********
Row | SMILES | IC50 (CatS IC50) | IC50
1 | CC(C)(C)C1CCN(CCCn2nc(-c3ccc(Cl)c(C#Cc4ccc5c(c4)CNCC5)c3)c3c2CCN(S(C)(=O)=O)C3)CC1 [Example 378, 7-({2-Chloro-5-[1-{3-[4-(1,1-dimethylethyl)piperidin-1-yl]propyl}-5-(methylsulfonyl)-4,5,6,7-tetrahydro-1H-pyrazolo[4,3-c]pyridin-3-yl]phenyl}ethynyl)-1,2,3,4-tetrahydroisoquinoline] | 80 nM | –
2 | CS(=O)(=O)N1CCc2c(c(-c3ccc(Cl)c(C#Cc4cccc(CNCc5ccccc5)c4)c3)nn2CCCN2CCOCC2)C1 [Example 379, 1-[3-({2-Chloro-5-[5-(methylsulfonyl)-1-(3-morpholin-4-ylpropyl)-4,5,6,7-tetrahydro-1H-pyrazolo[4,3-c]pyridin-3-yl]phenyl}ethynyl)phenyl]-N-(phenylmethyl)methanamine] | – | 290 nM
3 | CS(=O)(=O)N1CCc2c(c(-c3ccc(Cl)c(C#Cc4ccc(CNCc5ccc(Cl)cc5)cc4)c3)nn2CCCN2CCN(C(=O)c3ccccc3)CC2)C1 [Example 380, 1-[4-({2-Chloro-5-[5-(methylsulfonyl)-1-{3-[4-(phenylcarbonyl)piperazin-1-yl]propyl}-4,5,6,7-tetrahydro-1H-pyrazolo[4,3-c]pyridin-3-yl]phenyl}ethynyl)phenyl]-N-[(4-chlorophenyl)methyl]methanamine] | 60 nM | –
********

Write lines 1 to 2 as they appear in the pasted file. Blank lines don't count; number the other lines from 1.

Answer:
Row | SMILES | IC50 (CatS IC50) | IC50
1 | CC(C)(C)C1CCN(CCCn2nc(-c3ccc(Cl)c(C#Cc4ccc5c(c4)CNCC5)c3)c3c2CCN(S(C)(=O)=O)C3)CC1 [Example 378, 7-({2-Chloro-5-[1-{3-[4-(1,1-dimethylethyl)piperidin-1-yl]propyl}-5-(methylsulfonyl)-4,5,6,7-tetrahydro-1H-pyrazolo[4,3-c]pyridin-3-yl]phenyl}ethynyl)-1,2,3,4-tetrahydroisoquinoline] | 80 nM | –